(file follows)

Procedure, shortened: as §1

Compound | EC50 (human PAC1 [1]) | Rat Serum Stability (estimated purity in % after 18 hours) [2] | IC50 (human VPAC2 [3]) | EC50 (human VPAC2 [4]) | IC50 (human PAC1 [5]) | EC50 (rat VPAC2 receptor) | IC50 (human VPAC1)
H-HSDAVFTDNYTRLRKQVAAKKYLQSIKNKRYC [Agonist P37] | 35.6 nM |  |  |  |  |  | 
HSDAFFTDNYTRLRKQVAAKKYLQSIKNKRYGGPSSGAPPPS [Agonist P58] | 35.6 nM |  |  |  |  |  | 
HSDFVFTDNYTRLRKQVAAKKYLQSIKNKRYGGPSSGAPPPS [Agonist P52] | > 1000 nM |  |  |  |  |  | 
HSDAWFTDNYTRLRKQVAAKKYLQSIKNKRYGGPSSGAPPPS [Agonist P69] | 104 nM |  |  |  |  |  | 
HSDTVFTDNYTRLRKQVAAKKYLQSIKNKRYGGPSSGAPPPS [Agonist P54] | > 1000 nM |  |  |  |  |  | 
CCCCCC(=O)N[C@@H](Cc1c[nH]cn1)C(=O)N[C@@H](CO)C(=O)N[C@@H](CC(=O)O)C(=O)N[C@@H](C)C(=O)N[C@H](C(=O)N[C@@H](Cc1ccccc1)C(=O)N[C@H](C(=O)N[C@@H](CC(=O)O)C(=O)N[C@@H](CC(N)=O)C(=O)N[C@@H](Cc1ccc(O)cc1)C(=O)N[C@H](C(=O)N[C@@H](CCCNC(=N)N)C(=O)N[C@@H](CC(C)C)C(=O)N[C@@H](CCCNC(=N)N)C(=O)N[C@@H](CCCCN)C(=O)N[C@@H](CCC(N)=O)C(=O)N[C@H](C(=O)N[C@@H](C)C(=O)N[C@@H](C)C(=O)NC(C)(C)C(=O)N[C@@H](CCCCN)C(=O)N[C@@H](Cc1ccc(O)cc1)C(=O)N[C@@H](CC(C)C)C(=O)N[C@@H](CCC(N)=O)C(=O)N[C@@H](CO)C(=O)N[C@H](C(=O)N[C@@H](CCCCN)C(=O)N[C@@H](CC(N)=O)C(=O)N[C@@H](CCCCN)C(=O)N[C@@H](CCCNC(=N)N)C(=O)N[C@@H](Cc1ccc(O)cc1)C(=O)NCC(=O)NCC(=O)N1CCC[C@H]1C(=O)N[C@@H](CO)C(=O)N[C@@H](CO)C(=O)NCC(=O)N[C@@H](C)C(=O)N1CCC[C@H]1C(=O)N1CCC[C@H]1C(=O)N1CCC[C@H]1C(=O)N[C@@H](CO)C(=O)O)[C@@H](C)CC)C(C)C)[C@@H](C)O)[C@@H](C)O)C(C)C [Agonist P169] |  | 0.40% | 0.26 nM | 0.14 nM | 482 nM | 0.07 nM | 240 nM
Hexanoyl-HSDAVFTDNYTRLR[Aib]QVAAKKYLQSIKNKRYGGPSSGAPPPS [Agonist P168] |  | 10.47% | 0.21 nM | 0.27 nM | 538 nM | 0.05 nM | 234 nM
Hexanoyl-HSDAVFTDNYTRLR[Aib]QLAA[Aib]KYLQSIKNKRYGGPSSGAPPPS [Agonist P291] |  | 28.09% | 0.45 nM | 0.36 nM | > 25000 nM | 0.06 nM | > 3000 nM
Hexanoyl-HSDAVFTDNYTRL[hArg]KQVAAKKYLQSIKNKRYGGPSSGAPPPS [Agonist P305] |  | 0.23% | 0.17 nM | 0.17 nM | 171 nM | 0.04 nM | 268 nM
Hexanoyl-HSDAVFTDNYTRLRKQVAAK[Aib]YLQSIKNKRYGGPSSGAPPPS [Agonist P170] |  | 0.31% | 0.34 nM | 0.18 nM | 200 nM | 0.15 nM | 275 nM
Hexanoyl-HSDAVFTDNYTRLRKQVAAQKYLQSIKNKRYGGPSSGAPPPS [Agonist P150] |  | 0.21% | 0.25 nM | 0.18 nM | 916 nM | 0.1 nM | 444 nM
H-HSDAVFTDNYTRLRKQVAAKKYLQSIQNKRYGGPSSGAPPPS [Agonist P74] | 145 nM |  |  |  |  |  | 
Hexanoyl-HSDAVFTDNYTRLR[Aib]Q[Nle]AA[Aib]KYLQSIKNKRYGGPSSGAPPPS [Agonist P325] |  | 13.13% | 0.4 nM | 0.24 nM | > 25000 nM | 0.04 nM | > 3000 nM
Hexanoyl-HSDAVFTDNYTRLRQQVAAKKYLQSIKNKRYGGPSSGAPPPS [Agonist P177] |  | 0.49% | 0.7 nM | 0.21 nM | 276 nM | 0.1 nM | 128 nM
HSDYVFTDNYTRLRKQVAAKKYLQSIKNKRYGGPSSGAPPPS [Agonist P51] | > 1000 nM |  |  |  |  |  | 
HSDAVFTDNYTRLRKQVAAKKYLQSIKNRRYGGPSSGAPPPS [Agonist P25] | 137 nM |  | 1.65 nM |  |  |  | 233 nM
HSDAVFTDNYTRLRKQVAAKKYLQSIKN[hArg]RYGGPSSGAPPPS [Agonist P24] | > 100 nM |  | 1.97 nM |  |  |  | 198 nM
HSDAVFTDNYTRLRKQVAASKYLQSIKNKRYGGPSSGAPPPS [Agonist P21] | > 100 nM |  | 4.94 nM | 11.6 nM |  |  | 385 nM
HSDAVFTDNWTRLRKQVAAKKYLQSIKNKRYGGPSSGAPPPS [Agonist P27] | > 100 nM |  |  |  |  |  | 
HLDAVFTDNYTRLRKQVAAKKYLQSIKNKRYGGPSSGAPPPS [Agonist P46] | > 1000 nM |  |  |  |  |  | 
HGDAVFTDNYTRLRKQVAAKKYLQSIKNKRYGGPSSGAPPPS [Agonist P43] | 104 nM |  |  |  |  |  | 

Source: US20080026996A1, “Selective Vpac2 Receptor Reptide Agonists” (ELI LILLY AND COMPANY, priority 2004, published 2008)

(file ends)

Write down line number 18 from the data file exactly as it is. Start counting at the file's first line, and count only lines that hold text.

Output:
HSDAVFTDNYTRLRKQVAAKKYLQSIKNRRYGGPSSGAPPPS [Agonist P25] | 137 nM |  | 1.65 nM |  |  |  | 233 nM